“The Raritan, the Passaic, the Hackensack, the Delaware, the Hudson and Barnegat Bay – these water bodies define New Jersey. But they rely on a network of streams and wetlands that have been at risk for nearly 10 years. We are so thrilled that the Obama administration has finalized the Clean Water Rule and ensured that New Jersey’s vital streams and wetlands are once again protected,” said Dave Pringle, campaign director for Clean Water Action.
New Jersey’s environmental advocates are among those pushing for restored stream protections for the better part of the last decade, gathered more than 70,000 comments from New Jerseyans and held more than 150,000 face-to-face conversations about the need to close the loophole in the Clean Water Act in the last year alone.
“We applaud the Obama Administration for proposing a new rule that will help protect important waterways, wetlands, and drinking water for the American people. This rule closes loopholes and ends different interpretations on how to protect clean water under the Clean Water Act. These are called ‘Waters Of The United States’ because they belong to all of US. They do not belong to developers, agribusiness, or polluters. They belong to the people of this country. The same politicians in Washington that want to drill in the Arctic, drill off of coast, prevent action on reducing greenhouse gases and deny climate change, are now trying to deny us clean water. This rule will help protect habitat, species, and fisheries, as well as prevent flooding and provide clean drinking water. We are supporting the rule and will fight with those in Congress with a dirty water agenda that will take the side of polluters and try to stop this rule from going forward. When Woody Guthrie said this land is your land, he also included the waters. Waters belong to all of us,” said Jeff Tittel, Director of the New Jersey Sierra Club.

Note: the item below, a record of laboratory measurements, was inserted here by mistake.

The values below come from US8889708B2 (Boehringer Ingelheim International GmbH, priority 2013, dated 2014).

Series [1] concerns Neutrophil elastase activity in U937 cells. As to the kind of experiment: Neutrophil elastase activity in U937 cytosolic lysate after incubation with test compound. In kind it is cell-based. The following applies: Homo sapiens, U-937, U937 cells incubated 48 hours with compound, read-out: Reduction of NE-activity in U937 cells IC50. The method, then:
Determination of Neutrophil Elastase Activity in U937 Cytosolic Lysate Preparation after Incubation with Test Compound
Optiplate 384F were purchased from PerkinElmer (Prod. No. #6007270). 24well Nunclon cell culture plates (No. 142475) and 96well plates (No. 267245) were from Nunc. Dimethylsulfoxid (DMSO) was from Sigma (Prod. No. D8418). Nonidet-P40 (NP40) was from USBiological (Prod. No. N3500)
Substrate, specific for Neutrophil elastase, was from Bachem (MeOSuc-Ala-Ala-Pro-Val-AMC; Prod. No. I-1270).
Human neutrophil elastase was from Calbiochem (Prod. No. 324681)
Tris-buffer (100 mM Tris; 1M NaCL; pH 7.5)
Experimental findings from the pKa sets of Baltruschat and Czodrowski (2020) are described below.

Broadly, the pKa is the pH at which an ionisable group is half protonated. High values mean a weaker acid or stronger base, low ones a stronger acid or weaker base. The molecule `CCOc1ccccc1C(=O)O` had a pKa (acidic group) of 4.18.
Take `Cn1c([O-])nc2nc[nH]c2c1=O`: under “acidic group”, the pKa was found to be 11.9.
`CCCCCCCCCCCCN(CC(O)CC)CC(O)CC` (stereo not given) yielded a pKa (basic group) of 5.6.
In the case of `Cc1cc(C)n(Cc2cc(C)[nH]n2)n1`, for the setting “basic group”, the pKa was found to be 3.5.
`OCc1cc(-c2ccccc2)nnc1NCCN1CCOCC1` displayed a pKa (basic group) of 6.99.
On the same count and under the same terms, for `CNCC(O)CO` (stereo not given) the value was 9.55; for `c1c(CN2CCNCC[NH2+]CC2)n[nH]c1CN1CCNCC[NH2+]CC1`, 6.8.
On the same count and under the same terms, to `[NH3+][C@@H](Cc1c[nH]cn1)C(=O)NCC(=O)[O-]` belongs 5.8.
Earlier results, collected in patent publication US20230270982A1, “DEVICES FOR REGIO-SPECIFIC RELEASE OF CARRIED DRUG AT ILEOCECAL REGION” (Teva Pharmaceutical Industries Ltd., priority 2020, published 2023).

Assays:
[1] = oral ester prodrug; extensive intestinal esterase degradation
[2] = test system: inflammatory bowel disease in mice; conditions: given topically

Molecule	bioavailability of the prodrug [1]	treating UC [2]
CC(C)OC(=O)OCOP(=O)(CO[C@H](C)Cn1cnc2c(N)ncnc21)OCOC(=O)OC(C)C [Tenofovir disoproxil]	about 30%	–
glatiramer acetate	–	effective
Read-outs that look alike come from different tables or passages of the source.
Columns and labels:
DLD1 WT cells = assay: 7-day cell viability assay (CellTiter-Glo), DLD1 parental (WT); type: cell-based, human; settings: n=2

Despite broad public support for restored clean water protections, oil and gas companies, developers, and other polluters have waged a bitter campaign against them. The U.S. House has passed multiple bills to block or severely weaken the rule, including one measure as recently as two weeks ago.
“We welcome EPA’s adoption of rules that provide clarity and consistency to the implementation of the Clean Water Act. The rule will help improve protections for water resources that are vital to a healthy environment and to the health of our state and the nation,” said Mike Pisauro, policy director for the Stony Brook Millstone Watershed Association, which is hosting tonight’s town hall meeting.
While today’s action signaled the final chapter in the decade-long fight for small streams and headwaters, advocates warned today that U.S. Senate leaders were more determined than ever to use their authority derail the Clean Water Rule. Last Tuesday, a key subcommittee adopted a measure by Sen. John Barrasso (R-Wyo.) to thwart the rule. This summer, the Senate is likely to use the Congressional Review Act block the clean water protections, setting up a veto fight with the president.
“Every one of the 216 waterways that feed the Delaware River Basin in New York, New Jersey, Pennsylvania and Delaware, first begins as a series of many tiny creeks and streams or wetlands that bubble-up out of the ground or flow down a mountain side. But it is precisely those small waterways, vernal pools and wetlands that are not adequately protected and, in fact, are often filled, paved-over and piped underground for one form of development or another. EPA’s proposed Clean Water Act Rules will help better protect these critically important waterways for the humans and wildlife that depend on them,” said Maya van Rossum, the Delaware Riverkeeper.